Hime kurabe futaba ezôshi (Picture-book comparison of twin blades and the princess: 姫競双葉絵草紙) was first performed in 1800, one in a long series of jidaimono ("period piece" or history plays: 時代物) categorized as Oguri Hangan mono (or Oguri mono, "Oguri Hangan plays") for both the puppet and kabuki theaters going back to the 1660s. The plots in Oguri Hangan mono were based on various legends about the historical Oguri Hangan Daisukeshige (小栗判官大助重 1398-1464), son of a provincial lord who had been dispossessed of his estates by the Ashikaga clan. These tales also took inspiration from Chikamatsu Monzaemon's (近松門左衛門) 1698 puppet play Tôryû Oguri Hangan (Oguri Hangan in contemporary style: 當世流小栗判官) and the military chronicle Kamakura daizôshi (Great copybook of Kamakura: 鎌倉大絵双紙).
In bunraku and kabuki, the action is set typically during the Kamakura period (1186-1336) and features the master of Hitachi Castle, Oguri Hangan Sukeshige (小栗判官助重) and his wife, Terute (depending on the adaptation, Terute no Mae 照手ノまへ or Terute-hime 照天姫). Oguri's adventures follow many complicated paths, including political and military intrigues. One such episode involves Oguri's father Oguri Mitsushige, a provincial daimyô, who fails in his revolt against the ruling Ashikaga clan, whereupon father and son are forced into hiding. There are, as well, supernatural episodes, Oguri's death due to poisoning by Terute's father and brother, and his resurrection and revenge against his wife's family.
The series title Chûkô bûyuden (Tales of courage, loyalty, and filial piety: 忠孝武勇伝) reflected the cautious approach taken by print publishers for years after the Tenpô Reforms (Tenpô kaikaku) of 7/1842. These edicts banned actor prints in Osaka, virtually halting print production in Kamigata for five years. A gradual weakening of enforcement ensued despite reiterations in 1844 and 1845 by the government of its intention to continue punishing violaters. Chûkô bûyuden is an example of the rather transparent use of didactic or moralizing series titles to endow a print with a loftier purpose. Another bit of camouflage was the omission of actor names (the cartouches carry only the role names and series title). Even so, theatergoers and print collectors hardly needed the inscribed names, as the physiognomies were easily identifiable and they would have been intimately familiar with current stage productions.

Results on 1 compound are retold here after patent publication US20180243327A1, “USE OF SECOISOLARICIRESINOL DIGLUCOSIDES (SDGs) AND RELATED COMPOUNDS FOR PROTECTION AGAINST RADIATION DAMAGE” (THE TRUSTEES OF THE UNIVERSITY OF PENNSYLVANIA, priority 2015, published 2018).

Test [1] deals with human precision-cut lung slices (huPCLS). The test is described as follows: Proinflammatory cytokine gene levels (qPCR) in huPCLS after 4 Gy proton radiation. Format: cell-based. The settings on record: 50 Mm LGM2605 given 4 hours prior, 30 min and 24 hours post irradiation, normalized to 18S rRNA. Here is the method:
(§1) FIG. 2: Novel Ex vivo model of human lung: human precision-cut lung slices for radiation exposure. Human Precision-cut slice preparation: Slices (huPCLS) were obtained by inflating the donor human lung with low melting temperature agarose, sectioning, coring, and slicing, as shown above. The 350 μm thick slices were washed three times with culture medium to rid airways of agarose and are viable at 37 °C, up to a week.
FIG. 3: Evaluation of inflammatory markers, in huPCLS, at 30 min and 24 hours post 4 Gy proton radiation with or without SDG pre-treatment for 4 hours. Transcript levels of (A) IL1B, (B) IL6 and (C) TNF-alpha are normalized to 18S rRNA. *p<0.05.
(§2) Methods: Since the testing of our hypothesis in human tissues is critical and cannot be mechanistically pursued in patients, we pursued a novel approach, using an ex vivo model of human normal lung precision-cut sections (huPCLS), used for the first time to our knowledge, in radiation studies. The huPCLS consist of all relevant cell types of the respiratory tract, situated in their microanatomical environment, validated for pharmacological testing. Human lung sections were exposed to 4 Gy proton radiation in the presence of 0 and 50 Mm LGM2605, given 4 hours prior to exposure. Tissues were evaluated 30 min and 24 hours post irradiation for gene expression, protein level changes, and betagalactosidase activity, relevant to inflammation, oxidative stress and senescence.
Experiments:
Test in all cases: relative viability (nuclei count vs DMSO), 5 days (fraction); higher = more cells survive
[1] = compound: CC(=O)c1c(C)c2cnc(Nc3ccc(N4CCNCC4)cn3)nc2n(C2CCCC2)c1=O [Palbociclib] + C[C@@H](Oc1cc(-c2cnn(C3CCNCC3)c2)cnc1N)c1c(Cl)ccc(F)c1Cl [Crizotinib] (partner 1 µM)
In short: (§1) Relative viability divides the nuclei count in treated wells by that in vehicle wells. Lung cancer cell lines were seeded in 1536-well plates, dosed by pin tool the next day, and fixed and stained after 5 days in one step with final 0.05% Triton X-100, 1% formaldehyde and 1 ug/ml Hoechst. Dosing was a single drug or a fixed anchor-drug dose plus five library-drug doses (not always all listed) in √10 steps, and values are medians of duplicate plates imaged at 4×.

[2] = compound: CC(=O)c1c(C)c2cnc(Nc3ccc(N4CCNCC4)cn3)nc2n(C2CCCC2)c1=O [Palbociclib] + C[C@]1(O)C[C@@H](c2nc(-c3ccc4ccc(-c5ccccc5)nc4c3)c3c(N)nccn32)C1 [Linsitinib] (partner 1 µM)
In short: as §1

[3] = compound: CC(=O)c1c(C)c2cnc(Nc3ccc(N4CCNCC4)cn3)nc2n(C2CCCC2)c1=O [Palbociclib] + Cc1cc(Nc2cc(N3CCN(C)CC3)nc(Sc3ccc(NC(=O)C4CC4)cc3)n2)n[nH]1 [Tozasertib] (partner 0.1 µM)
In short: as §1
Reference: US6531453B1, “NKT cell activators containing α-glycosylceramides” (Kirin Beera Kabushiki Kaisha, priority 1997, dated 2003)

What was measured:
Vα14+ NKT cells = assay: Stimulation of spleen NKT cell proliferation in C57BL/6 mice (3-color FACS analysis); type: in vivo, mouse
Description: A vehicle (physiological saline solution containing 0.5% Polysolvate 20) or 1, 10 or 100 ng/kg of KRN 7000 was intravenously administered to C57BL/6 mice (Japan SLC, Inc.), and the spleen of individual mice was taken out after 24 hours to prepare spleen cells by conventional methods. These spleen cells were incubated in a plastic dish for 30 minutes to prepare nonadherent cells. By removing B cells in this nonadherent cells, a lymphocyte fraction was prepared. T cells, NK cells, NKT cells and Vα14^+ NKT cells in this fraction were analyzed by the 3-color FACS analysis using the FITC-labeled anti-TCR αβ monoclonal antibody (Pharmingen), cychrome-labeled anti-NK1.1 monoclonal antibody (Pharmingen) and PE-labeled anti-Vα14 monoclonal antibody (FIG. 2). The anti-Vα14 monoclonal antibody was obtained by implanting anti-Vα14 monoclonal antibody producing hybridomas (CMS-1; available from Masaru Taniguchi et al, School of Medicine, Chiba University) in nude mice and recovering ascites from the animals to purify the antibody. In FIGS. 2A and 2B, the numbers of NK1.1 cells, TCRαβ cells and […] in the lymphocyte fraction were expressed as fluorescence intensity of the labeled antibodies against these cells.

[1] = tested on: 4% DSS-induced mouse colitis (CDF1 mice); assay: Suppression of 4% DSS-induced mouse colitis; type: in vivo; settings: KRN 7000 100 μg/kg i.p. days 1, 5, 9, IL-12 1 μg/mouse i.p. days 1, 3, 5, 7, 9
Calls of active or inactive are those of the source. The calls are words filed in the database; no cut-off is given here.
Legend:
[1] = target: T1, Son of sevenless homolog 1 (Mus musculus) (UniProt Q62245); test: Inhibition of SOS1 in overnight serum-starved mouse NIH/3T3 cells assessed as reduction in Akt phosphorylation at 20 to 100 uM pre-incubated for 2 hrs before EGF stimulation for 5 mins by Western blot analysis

Japanese scholars have categorized this design as a mitate-e (an analog picture, meaning, in this instance, an imaginary performance or casting). Nevertheless, a date of circa 1848 has been suggested based on the style of portraiture and the actor involved in the play.
This print typifies the very fine carving and printing applied to the production of Osaka printmaking after the relaxation of the Tenpô kaikaku. The pigments possess a depth and nearly velvety quality when found well preserved, as in our example.
This impression is from the celebrated Haber Collection, New York, although it is not illustrated in Schwaab, Osaka Prints (1989).
References: WAS-IV, no. 19; IKBYS-IV, no. 35